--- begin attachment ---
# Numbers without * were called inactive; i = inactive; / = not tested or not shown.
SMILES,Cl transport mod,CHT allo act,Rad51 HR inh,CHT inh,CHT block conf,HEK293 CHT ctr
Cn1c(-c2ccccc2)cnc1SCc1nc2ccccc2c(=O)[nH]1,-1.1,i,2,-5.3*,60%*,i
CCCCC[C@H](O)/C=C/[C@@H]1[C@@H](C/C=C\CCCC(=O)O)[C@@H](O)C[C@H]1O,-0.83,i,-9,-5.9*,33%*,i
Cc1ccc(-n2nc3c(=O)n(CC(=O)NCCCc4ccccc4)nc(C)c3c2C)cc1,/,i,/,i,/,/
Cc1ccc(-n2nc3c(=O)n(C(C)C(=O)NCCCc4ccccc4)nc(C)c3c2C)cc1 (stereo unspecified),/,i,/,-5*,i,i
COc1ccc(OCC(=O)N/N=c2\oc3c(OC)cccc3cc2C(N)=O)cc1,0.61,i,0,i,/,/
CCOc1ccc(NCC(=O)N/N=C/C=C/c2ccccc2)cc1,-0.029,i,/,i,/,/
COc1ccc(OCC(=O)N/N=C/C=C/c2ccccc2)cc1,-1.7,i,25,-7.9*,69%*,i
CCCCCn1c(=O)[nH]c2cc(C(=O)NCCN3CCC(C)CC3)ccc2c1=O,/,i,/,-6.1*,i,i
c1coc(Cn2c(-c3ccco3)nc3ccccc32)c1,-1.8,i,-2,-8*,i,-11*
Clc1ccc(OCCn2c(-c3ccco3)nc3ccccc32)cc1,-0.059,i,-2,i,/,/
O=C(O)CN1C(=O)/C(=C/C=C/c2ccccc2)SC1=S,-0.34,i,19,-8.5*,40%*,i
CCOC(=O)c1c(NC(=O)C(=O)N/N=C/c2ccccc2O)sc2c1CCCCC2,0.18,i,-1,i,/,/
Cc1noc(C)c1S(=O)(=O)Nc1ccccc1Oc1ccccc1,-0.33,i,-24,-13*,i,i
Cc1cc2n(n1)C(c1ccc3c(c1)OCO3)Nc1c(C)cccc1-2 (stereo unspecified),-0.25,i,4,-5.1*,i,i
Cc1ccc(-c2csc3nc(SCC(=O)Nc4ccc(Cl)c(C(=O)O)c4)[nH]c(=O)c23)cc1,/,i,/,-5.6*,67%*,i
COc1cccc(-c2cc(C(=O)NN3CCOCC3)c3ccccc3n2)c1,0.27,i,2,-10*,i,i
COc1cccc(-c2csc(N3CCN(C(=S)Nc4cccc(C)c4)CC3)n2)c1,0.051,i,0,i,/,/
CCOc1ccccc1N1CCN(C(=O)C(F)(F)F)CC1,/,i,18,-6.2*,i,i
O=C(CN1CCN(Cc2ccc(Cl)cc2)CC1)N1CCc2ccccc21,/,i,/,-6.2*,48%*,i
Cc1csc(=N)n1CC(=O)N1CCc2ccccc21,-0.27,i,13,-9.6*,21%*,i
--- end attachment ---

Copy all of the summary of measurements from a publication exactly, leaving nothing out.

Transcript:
# Numbers without * were called inactive; i = inactive; / = not tested or not shown.
SMILES,Cl transport mod,CHT allo act,Rad51 HR inh,CHT inh,CHT block conf,HEK293 CHT ctr
Cn1c(-c2ccccc2)cnc1SCc1nc2ccccc2c(=O)[nH]1,-1.1,i,2,-5.3*,60%*,i
CCCCC[C@H](O)/C=C/[C@@H]1[C@@H](C/C=C\CCCC(=O)O)[C@@H](O)C[C@H]1O,-0.83,i,-9,-5.9*,33%*,i
Cc1ccc(-n2nc3c(=O)n(CC(=O)NCCCc4ccccc4)nc(C)c3c2C)cc1,/,i,/,i,/,/
Cc1ccc(-n2nc3c(=O)n(C(C)C(=O)NCCCc4ccccc4)nc(C)c3c2C)cc1 (stereo unspecified),/,i,/,-5*,i,i
COc1ccc(OCC(=O)N/N=c2\oc3c(OC)cccc3cc2C(N)=O)cc1,0.61,i,0,i,/,/
CCOc1ccc(NCC(=O)N/N=C/C=C/c2ccccc2)cc1,-0.029,i,/,i,/,/
COc1ccc(OCC(=O)N/N=C/C=C/c2ccccc2)cc1,-1.7,i,25,-7.9*,69%*,i
CCCCCn1c(=O)[nH]c2cc(C(=O)NCCN3CCC(C)CC3)ccc2c1=O,/,i,/,-6.1*,i,i
c1coc(Cn2c(-c3ccco3)nc3ccccc32)c1,-1.8,i,-2,-8*,i,-11*
Clc1ccc(OCCn2c(-c3ccco3)nc3ccccc32)cc1,-0.059,i,-2,i,/,/
O=C(O)CN1C(=O)/C(=C/C=C/c2ccccc2)SC1=S,-0.34,i,19,-8.5*,40%*,i
CCOC(=O)c1c(NC(=O)C(=O)N/N=C/c2ccccc2O)sc2c1CCCCC2,0.18,i,-1,i,/,/
Cc1noc(C)c1S(=O)(=O)Nc1ccccc1Oc1ccccc1,-0.33,i,-24,-13*,i,i
Cc1cc2n(n1)C(c1ccc3c(c1)OCO3)Nc1c(C)cccc1-2 (stereo unspecified),-0.25,i,4,-5.1*,i,i
Cc1ccc(-c2csc3nc(SCC(=O)Nc4ccc(Cl)c(C(=O)O)c4)[nH]c(=O)c23)cc1,/,i,/,-5.6*,67%*,i
COc1cccc(-c2cc(C(=O)NN3CCOCC3)c3ccccc3n2)c1,0.27,i,2,-10*,i,i
COc1cccc(-c2csc(N3CCN(C(=S)Nc4cccc(C)c4)CC3)n2)c1,0.051,i,0,i,/,/
CCOc1ccccc1N1CCN(C(=O)C(F)(F)F)CC1,/,i,18,-6.2*,i,i
O=C(CN1CCN(Cc2ccc(Cl)cc2)CC1)N1CCc2ccccc21,/,i,/,-6.2*,48%*,i
Cc1csc(=N)n1CC(=O)N1CCc2ccccc21,-0.27,i,13,-9.6*,21%*,i